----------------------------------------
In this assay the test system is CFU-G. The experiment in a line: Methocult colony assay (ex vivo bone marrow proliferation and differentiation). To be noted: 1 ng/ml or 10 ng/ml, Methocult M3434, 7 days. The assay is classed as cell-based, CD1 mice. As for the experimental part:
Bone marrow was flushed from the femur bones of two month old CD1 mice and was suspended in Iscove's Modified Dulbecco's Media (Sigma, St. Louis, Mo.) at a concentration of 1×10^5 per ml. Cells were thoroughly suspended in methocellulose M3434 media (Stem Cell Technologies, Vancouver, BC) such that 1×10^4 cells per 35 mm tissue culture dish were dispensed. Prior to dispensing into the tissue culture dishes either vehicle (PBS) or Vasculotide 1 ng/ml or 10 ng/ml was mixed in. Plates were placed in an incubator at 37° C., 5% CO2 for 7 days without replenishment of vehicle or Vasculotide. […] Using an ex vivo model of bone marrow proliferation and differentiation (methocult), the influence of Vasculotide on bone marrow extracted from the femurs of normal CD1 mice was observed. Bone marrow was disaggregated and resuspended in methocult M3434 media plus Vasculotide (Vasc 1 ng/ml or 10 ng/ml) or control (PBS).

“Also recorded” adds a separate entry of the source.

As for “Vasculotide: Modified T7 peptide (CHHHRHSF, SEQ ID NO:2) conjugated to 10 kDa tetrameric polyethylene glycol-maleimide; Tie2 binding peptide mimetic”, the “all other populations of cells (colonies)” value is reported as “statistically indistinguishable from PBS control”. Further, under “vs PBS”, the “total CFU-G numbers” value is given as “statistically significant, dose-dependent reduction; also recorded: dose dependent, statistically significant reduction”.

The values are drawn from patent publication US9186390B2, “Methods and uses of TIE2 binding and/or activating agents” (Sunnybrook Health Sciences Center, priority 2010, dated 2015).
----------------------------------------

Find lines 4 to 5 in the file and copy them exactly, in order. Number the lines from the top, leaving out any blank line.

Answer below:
As for “Vasculotide: Modified T7 peptide (CHHHRHSF, SEQ ID NO:2) conjugated to 10 kDa tetrameric polyethylene glycol-maleimide; Tie2 binding peptide mimetic”, the “all other populations of cells (colonies)” value is reported as “statistically indistinguishable from PBS control”. Further, under “vs PBS”, the “total CFU-G numbers” value is given as “statistically significant, dose-dependent reduction; also recorded: dose dependent, statistically significant reduction”.

The values are drawn from patent publication US9186390B2, “Methods and uses of TIE2 binding and/or activating agents” (Sunnybrook Health Sciences Center, priority 2010, dated 2015).